Why does one restaurant succeed and another one, seemingly just as worthy, fail? In the case of Pazza Luna, I always felt owner Kim Acton was the reason -- she was such a presence there.
She created the decor of the Locust Point rowhouse herself, with its whimsical sun, stars and moon motifs. The menu read like her personal food diary, and still does: "Danny Dickman taught me how to make this classic [Caesar salad]. He would say to me ... 'Kimmie, you need lots of garlic, lots of anchovy, lots of lemon.' Thanks, Danny! We sure do miss you!"
Of course, having good food, especially good Italian food -- this is Baltimore, after all -- didn't hurt.
But last November, Acton sold Pazza Luna to Dennis and Sandy Stallings, who said they were going to keep the place just as it was except for a few minor renovations. I gave them about five months to see whether they really could resist tinkering. Did they, you ask? The answer is yes -- and no.
First of all, they must be doing something right. On a weeknight, Pazza Luna was almost full to capacity, with two large parties in the upstairs dining rooms. (One was a bunch of women who had had too much to drink. In that case, unfortunately, the noise is deafening in the small rooms.)
The new owners seem every bit as warm and friendly and involved in the restaurant as Acton was. The rowhouse is just as cozy and the kitschy decor just as charming. The biggest change may be that Frank Sinatra is less of a presence on the sound system. Acton was, by her own admission, obsessed with him.
Pazza Luna's predominantly Italian menu isn't trying to be all things to all people, but most will find something to like on it. Many of the dishes I remember from my last visit are still on the menu, like the Thursday-only lamb shank Bolognese special.
The pasta is still made on the premises, but the bread isn't.
Desserts have taken a bit of a hit. Only the warm, fudgy square of a brownie, made with Ghirardelli chocolate and served with ice cream, whipped cream and fudge sauce, is homemade.
Maybe the first thing you need to know about eating at Pazza Luna is this: If you don't like garlic, turn around and go home. Its fragrance permeates the building, the bistro-style paper tablecloths have "in garlic we trust" printed in tiny letters on them, and a roasted head of garlic comes with the bread. Considering the buildup, the kitchen is actually quite discreet in its use, adding it liberally when appropriate, as in giant shrimp Rao's style, cooked with lots of butter, garlic and white wine and arranged with crisp toasts to soak up the terrific sauce.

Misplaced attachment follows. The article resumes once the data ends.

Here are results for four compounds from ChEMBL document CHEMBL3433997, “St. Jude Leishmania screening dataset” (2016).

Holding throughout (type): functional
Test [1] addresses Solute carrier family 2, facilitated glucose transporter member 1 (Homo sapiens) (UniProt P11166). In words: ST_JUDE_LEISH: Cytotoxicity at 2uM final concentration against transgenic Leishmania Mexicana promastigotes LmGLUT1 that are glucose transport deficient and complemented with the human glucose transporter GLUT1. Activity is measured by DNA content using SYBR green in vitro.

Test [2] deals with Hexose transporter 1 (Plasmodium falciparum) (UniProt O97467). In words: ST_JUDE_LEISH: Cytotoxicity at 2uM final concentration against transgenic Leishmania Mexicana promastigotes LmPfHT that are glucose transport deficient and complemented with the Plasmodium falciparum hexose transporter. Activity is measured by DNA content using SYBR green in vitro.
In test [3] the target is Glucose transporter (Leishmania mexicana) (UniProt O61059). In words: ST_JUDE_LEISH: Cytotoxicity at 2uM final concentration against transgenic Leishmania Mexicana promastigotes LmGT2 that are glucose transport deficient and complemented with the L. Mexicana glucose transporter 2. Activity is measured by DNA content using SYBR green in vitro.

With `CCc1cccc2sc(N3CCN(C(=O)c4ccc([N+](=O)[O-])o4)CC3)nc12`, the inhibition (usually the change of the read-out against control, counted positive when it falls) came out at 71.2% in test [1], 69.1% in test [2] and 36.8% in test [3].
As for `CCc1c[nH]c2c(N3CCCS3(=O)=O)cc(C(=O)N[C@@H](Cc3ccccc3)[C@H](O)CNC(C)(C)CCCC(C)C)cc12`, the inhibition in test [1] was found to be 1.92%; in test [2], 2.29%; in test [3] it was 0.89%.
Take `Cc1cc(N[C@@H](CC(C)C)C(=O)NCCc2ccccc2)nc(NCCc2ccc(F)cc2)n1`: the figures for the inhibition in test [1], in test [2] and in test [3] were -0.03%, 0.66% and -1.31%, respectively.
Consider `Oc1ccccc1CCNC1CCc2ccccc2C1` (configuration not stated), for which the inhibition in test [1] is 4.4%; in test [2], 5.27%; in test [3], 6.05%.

But in the fork-tender veal scaloppine di Luna, garlic was only a bit player, which allowed the sun-dried tomatoes and shiitake mushrooms room to strut their stuff and the flavors of fruity olive oil and wine to come through in the sauce.
Dinners arrived with crisp green beans and roast potatoes. That seemed to be fairly inflexible, even though potatoes were redundant with the fish of the day: mild, sweet halibut encrusted with thin layers of crisp potatoes and sauced with butter and shallots.
In general, missteps are minor here. The slices of pork tenderloin, for instance, grilled so they were still pink, were very fine, and the bed of creamy polenta they lay on was superb. Unfortunately, half the plate was covered with the good pear and walnut chutney when a generous spoonful would have done.
On two past visits, pastas have stood out. This time a half order of fettuccine Alfredo served as a first course, although I was surprised my friend could eat anything else after polishing off the rich, creamy strands. Still, they seemed like an airy nothing compared to the enormous helping of eggplant parmesan with marinara that served as a first course on the specials menu.
Appetizers are somewhat limited, but you won't go wrong with the fat clams in their rosy marinara sauce or, best of all, Pazza Luna's bruschetta, a chilly and refreshing salad of chopped tomato, onion and fresh basil piled high on chewy grilled bread.
If you liked Pazza Luna when it was owned by Kim Acton, you'll like it under the new owners. It has the same feel to it, a small, cozy Little Italy-style restaurant in Locust Point with plenty of personality. Although it isn't quite a dress-up, special-occasion restaurant, it isn't cheap either. Expect to pay about $50 a person unless you're careful.
FOOD *** (3 stars)
SERVICE *** (3 stars)
ATMOSPHERE *** (3 stars)
Address: 1401 E. Clement St., Locust Point
Hours: Open for lunch Tuesday through Friday, dinner Tuesday through Sunday
Prices: Appetizers, $8-$10; entrees: $19-$37
RATINGS / / Outstanding: ****; Good: ***; Fair or uneven: **; Poor: *